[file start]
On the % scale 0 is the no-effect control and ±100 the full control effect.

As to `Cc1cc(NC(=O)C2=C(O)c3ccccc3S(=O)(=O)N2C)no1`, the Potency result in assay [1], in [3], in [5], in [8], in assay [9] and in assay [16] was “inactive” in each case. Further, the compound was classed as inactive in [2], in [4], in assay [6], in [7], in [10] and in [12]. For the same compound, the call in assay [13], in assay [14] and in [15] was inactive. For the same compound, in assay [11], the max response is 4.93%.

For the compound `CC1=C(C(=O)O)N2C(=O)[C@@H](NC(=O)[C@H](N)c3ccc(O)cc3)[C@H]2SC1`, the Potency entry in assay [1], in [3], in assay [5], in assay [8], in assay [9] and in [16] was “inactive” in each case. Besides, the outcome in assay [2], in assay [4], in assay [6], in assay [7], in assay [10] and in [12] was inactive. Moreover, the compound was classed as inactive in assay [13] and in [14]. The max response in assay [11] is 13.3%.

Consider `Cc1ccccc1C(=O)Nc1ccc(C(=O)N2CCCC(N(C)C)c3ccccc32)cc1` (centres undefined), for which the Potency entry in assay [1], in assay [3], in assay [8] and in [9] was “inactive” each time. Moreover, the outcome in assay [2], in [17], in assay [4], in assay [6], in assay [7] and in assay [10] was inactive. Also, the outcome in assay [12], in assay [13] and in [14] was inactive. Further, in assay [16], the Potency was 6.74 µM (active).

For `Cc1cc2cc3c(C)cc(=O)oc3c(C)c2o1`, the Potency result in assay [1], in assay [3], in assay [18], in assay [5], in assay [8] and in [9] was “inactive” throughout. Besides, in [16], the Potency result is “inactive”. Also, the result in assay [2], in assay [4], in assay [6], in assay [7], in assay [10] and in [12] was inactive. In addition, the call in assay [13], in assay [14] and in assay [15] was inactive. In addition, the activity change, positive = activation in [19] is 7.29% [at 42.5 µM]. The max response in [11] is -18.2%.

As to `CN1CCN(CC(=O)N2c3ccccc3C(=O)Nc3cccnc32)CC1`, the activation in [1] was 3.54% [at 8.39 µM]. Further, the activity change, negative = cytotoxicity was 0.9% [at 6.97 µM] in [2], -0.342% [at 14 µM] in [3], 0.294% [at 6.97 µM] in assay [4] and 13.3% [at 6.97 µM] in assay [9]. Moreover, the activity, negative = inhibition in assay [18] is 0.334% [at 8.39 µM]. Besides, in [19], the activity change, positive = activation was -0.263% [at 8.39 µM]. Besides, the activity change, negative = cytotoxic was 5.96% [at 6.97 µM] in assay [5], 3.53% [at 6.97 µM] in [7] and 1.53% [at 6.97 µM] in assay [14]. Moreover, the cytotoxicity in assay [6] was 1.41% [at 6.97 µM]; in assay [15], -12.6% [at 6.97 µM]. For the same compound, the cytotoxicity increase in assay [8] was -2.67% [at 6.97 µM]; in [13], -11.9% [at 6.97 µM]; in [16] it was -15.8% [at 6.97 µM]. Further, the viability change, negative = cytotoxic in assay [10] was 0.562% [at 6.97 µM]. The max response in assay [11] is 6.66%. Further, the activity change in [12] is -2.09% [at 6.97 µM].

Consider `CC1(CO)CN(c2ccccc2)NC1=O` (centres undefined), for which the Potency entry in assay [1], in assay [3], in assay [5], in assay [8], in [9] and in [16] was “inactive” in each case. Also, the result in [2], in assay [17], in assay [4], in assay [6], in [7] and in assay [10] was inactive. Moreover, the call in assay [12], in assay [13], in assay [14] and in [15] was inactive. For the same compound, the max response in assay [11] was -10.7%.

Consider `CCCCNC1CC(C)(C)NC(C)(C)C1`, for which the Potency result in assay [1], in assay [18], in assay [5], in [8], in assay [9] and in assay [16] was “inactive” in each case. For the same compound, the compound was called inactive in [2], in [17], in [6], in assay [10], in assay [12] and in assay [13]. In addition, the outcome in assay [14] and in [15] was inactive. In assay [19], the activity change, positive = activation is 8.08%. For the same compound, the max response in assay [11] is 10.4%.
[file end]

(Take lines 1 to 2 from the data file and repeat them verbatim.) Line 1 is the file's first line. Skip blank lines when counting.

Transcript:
On the % scale 0 is the no-effect control and ±100 the full control effect.

As to `Cc1cc(NC(=O)C2=C(O)c3ccccc3S(=O)(=O)N2C)no1`, the Potency result in assay [1], in [3], in [5], in [8], in assay [9] and in assay [16] was “inactive” in each case. Further, the compound was classed as inactive in [2], in [4], in assay [6], in [7], in [10] and in [12]. For the same compound, the call in assay [13], in assay [14] and in [15] was inactive. For the same compound, in assay [11], the max response is 4.93%.